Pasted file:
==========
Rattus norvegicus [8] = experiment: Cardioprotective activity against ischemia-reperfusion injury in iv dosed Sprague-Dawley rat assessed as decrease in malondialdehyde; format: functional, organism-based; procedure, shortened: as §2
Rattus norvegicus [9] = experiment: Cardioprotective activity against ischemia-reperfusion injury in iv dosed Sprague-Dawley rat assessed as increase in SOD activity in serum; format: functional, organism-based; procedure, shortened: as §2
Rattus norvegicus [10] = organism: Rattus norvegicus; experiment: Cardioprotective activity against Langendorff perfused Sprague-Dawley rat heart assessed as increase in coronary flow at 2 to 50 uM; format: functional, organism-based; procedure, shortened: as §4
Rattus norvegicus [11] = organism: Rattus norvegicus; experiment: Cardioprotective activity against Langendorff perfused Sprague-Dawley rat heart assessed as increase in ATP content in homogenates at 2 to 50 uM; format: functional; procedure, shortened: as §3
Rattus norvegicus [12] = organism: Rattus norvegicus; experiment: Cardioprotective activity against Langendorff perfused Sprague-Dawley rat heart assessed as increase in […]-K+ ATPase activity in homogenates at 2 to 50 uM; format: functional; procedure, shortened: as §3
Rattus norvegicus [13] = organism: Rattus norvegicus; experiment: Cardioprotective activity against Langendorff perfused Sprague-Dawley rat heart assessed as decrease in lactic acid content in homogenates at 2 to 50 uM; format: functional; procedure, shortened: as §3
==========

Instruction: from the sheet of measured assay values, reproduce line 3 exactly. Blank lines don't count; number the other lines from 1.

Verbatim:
Rattus norvegicus [10] = organism: Rattus norvegicus; experiment: Cardioprotective activity against Langendorff perfused Sprague-Dawley rat heart assessed as increase in coronary flow at 2 to 50 uM; format: functional, organism-based; procedure, shortened: as §4